The only turnover he ever officially forced arrived inside the Superdome during the 2008 BCS National Championship Game vs #1 Ohio State.

In his final LSU appearance, his second straight bowl game at the hometown Superdome, Glenn racked up 4 solo tackles, 5 total stops, 1 TFL, and a tone-setting sack, but he would save his best for last:

In what would become the culmination of LSU's 2007 destiny, Glenn slapped the ball out of Todd Boeckman's clutches to keep the score at 31-17, leading to an eventual 38-24 title win.

Without Dorsey, LSU does not win a National Championship in 2007....that is clear...his 14 performances stand alone: five games with 4+ solo tackles, sacks against Mississippi State, Florida, Alabama, and Ohio State, recording 69 overall stops as an interior lineman...

Without Dorsey, LSU's 21st century reputation as a modern defensive institution would definitely look a lot lighter, specifically regarding national college football optics as well as the trophy cabinet.

Without Dorsey, there may not have been a Suh or an Aaron Donald, at least not in the way these DTs have become canonized. 72's evolution as a player also advanced the DT position toward heights unseen, as both a shockingly devastating pass rusher and a constantly moving, human gravesite for the aspirations of every offensive lineman with a death wish.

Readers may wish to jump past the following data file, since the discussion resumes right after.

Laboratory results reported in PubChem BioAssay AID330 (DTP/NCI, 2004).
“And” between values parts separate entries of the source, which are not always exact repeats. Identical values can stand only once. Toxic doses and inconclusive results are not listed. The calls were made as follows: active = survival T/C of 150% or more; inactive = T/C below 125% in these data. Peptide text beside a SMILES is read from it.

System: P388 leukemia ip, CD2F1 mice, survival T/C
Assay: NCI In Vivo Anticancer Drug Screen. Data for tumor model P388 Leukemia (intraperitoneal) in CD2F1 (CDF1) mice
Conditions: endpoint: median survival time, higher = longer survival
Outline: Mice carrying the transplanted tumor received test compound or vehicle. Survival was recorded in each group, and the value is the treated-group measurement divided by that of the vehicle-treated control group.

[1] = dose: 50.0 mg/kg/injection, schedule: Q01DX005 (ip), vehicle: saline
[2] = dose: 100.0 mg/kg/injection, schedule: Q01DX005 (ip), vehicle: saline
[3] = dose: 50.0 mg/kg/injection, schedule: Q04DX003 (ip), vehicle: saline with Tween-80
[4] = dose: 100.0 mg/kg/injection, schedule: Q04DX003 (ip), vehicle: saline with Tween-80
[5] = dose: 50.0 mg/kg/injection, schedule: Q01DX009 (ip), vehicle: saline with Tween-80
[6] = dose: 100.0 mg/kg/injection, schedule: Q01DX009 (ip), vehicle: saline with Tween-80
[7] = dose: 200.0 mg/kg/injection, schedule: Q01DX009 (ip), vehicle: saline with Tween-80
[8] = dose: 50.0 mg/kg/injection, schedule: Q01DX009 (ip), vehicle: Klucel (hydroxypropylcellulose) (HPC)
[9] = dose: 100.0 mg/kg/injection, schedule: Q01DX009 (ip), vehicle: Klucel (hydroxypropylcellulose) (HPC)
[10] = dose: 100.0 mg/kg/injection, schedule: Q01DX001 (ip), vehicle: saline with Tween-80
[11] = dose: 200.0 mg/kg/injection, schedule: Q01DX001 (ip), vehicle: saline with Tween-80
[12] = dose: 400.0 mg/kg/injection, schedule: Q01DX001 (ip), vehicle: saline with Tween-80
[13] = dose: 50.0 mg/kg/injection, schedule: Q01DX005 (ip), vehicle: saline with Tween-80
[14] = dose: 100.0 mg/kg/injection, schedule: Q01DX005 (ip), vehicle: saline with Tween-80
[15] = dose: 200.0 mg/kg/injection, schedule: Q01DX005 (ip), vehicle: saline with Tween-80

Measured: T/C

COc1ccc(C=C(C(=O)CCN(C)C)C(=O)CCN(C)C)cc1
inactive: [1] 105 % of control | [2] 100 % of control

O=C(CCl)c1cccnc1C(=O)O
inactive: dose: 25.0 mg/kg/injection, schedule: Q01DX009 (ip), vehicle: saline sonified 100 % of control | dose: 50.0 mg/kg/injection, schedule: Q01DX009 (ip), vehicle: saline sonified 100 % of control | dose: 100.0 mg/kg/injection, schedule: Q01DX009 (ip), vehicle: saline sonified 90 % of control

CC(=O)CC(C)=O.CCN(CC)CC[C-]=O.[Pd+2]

Both as an anchor & play-maker.

With Dorsey, LSU were able to create a lifetime of memories from just 3 years, proving what is capable when hard work, love for the craft, determination for success, and God-given talent align.......much like Joe Burrow, before we had a chance to fully appreciate who and what we were witnessing, Glenn was gone to the NFL....


Though Chad Lavalais' place here endured stiff competition from Claude Wroten, Kyle Williams and Booger McFarland, the former prison guard turned All-American National Champion Tiger is a fixed name on our list next to near-teammate Glenn Dorsey.

A member of the 2003/04 SEC & National Champion LSU Tigers under Nick Saban, Lavalais walked a long road to arrive at the gates of his promised land:

Initially, Lavalais committed to the Tigers way back in 1998....but due to academic ineligibility, the monstrous DT was stuck on the fringes of Louisiana State athletics until he could pull up his SAT score.

During his time in the wilderness, Chad Lavalais moved to Atlanta to work at a department store after failing to pass his ACT by a single point; before long, he moved back to Louisiana and worked at Ayolles Parish Correctional, "hiding to avoid the jokes" about his fall from grace, as he told media during a 2004 Sugar Bowl press conference.

After first-year Head Coach Nick Saban met with Lavalais, the Marksville man was set up with tutors and implored to try the SAT again. Following Saban's academic intervention, encouragement & belief, Chad passed the SAT, joining LSU's 2000 football squad.

Over the next 3 1/2 years, hard-fought glory rained down upon Marksville's reigning G.O.A.T: